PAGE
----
Speed measurement of a small DC motor using myDAQ and LabVIEW

Thread Starter

wolfG

Joined Nov 20, 2022
4
Hey guys
I'm trying to measure the speed of a small DC motor using a rotary encoder and an OPTO sensor, and counter input on myDAQ.

Here's my circuit on the breadboard.
1669553374423.png

1669553390362.png

1669553404300.png

The Collector pin of the transistor is connected to the DIO1 port of the myDAQ.

And here's the LabVIEW code.
CHARNICS_0-1669548104463.png


On the front panel, I only have the RPM numeric indicator.

When I run the program, with the rotary encoder spinning in the gap of the OPTO coupler, nothing happens. The RPM numeric indicator keeps showing 0.

I thought the problem was my OPTO coupler. I tested it through analog input and I successfully visualised the pulses, as shown here


CHARNICS_4-1669549351048.png


So the problem is not the OPTO coupler.
And I can't seem to figure out the source of the problem. I would really appreciate some help please.
 

Reloadron

Joined Jan 15, 2015
7,088
Why do the pulses appear to be going negative? Which opto-coupler and if open collector do you have a pullup? Your schematic is pretty small to understand.

Ron
 

MaxHeadRoom

Joined Jul 18, 2013
26,337
You can use the inverted output of the opto also, in this case the 10k resistor to GND and the output would be on the 'emitter' side of the opto output.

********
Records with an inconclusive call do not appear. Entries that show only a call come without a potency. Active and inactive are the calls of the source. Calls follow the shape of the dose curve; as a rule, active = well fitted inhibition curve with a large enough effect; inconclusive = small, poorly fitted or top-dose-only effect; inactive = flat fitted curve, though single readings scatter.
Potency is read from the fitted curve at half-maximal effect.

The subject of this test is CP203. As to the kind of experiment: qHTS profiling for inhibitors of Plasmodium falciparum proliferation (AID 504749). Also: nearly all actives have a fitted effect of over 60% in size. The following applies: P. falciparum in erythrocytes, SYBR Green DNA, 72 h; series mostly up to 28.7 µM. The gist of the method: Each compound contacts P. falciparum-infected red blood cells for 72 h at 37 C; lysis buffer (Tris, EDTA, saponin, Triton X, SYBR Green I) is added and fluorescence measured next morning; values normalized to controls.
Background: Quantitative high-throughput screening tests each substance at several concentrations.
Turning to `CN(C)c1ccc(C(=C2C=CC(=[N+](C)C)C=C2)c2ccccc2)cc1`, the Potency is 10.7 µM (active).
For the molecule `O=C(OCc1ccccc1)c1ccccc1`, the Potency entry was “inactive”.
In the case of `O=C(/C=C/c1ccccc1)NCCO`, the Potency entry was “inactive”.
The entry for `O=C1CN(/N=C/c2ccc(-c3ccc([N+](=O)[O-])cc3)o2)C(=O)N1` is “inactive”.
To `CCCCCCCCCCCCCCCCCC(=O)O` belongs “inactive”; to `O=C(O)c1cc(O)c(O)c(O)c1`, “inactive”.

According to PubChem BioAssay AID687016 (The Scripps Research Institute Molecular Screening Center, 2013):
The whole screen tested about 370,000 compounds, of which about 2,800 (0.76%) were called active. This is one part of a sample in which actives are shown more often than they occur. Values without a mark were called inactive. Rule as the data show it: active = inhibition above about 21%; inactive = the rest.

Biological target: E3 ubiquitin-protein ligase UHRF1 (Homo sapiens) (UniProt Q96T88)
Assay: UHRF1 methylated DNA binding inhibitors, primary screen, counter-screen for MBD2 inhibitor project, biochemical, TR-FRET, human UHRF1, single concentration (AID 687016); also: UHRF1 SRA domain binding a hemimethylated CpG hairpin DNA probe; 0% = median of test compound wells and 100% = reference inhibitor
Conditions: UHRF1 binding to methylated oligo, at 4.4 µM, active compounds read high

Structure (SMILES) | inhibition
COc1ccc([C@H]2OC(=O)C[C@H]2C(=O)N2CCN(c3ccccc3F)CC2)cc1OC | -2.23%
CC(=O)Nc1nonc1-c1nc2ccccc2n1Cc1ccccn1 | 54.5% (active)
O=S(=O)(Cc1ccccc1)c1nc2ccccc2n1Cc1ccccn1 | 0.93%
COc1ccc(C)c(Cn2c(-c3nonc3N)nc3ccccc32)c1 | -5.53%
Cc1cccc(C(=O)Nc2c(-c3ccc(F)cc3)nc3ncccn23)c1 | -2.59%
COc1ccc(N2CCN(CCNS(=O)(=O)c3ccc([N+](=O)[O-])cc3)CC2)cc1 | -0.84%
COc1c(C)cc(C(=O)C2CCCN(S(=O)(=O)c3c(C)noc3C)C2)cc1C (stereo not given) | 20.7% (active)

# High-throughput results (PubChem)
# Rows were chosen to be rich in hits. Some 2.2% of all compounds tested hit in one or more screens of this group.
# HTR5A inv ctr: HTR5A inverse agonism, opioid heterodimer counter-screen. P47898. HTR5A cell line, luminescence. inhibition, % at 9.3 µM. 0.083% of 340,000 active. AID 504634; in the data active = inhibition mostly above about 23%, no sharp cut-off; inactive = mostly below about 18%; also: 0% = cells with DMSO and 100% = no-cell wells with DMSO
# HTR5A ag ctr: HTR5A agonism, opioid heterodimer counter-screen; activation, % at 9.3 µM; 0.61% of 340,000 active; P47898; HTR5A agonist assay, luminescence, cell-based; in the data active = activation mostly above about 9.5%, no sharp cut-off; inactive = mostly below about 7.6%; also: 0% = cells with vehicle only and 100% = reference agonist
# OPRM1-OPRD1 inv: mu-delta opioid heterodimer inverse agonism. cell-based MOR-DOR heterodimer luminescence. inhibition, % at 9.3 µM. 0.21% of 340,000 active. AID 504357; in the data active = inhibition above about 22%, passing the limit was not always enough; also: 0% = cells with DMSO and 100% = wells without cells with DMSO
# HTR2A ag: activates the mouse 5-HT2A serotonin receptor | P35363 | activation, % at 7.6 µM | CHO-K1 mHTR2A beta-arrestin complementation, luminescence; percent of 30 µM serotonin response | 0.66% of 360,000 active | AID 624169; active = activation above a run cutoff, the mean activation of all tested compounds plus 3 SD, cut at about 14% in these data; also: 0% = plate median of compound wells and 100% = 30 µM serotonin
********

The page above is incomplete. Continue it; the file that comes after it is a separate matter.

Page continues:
1669586450910.png
 

Ya’akov

Joined Jan 27, 2019
6,859
Welcome to AAC.

Since you identify as student, and this certainly looks like schoolwork, I am moving your thread to the Homework Help forum. The rules of AAC limit the sort of help members are allowed to give in such cases. Our advice can only relate to your specific attempts at a solution.

If somehow this isn't schoolwork, please explain the application and the thread can be moved back.
 
What do you mean by "didn't work" it is a very common usage of an opto , so it DOES work.
By the way, the component you are using is called and Opto Interrupter - sometimes a Photo Interrupter. An Opto Coupler is with the LED and photo transistor in one sealed package, used to isolate one side from the other.

At the risk of upsetting the teaching community, I'd argue that trying to teach by using a myDAQ is fundamentally wrong and personally I'm not a fan of LabVIEW either. Too many students are given degrees for playing with toys like this without understanding the fundamentals. A resistor either side of the collector/emitter should work - check it with a DMM. I doubt you'll ever use a myDAQ in the real world
 
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